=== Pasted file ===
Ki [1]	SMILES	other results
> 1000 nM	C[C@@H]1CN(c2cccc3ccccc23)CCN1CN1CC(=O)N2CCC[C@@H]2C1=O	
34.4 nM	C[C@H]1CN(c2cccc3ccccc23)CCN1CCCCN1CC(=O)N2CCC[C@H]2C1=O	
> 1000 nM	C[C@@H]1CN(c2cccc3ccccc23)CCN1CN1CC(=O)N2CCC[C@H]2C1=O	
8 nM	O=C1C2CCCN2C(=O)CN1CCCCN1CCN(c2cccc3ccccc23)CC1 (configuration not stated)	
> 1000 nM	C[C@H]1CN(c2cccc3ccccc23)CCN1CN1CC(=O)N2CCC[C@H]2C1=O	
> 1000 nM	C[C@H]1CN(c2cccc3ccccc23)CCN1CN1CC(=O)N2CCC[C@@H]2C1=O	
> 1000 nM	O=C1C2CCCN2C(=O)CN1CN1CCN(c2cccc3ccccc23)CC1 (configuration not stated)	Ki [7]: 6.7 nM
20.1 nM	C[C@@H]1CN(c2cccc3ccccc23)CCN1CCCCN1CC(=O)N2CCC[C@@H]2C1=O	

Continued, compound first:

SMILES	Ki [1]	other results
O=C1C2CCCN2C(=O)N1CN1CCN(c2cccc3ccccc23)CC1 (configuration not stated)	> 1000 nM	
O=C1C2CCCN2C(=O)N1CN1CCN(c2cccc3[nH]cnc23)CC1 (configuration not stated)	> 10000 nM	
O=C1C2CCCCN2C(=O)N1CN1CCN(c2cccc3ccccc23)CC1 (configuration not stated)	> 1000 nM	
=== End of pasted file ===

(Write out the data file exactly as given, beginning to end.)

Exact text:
Ki [1]	SMILES	other results
> 1000 nM	C[C@@H]1CN(c2cccc3ccccc23)CCN1CN1CC(=O)N2CCC[C@@H]2C1=O	
34.4 nM	C[C@H]1CN(c2cccc3ccccc23)CCN1CCCCN1CC(=O)N2CCC[C@H]2C1=O	
> 1000 nM	C[C@@H]1CN(c2cccc3ccccc23)CCN1CN1CC(=O)N2CCC[C@H]2C1=O	
8 nM	O=C1C2CCCN2C(=O)CN1CCCCN1CCN(c2cccc3ccccc23)CC1 (configuration not stated)	
> 1000 nM	C[C@H]1CN(c2cccc3ccccc23)CCN1CN1CC(=O)N2CCC[C@H]2C1=O	
> 1000 nM	C[C@H]1CN(c2cccc3ccccc23)CCN1CN1CC(=O)N2CCC[C@@H]2C1=O	
> 1000 nM	O=C1C2CCCN2C(=O)CN1CN1CCN(c2cccc3ccccc23)CC1 (configuration not stated)	Ki [7]: 6.7 nM
20.1 nM	C[C@@H]1CN(c2cccc3ccccc23)CCN1CCCCN1CC(=O)N2CCC[C@@H]2C1=O	

Continued, compound first:

SMILES	Ki [1]	other results
O=C1C2CCCN2C(=O)N1CN1CCN(c2cccc3ccccc23)CC1 (configuration not stated)	> 1000 nM	
O=C1C2CCCN2C(=O)N1CN1CCN(c2cccc3[nH]cnc23)CC1 (configuration not stated)	> 10000 nM	
O=C1C2CCCCN2C(=O)N1CN1CCN(c2cccc3ccccc23)CC1 (configuration not stated)	> 1000 nM	